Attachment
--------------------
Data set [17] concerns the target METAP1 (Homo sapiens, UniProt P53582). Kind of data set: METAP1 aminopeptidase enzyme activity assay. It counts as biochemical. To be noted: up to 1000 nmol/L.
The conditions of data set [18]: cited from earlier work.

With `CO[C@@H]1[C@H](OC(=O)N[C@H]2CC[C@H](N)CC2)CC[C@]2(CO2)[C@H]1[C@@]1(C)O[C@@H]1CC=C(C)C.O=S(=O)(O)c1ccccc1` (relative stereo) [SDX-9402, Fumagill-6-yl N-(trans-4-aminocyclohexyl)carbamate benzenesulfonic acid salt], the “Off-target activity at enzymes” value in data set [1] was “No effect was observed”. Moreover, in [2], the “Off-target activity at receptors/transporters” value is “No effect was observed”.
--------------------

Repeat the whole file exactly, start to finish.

Data set [17] concerns the target METAP1 (Homo sapiens, UniProt P53582). Kind of data set: METAP1 aminopeptidase enzyme activity assay. It counts as biochemical. To be noted: up to 1000 nmol/L.
The conditions of data set [18]: cited from earlier work.

With `CO[C@@H]1[C@H](OC(=O)N[C@H]2CC[C@H](N)CC2)CC[C@]2(CO2)[C@H]1[C@@]1(C)O[C@@H]1CC=C(C)C.O=S(=O)(O)c1ccccc1` (relative stereo) [SDX-9402, Fumagill-6-yl N-(trans-4-aminocyclohexyl)carbamate benzenesulfonic acid salt], the “Off-target activity at enzymes” value in data set [1] was “No effect was observed”. Moreover, in [2], the “Off-target activity at receptors/transporters” value is “No effect was observed”.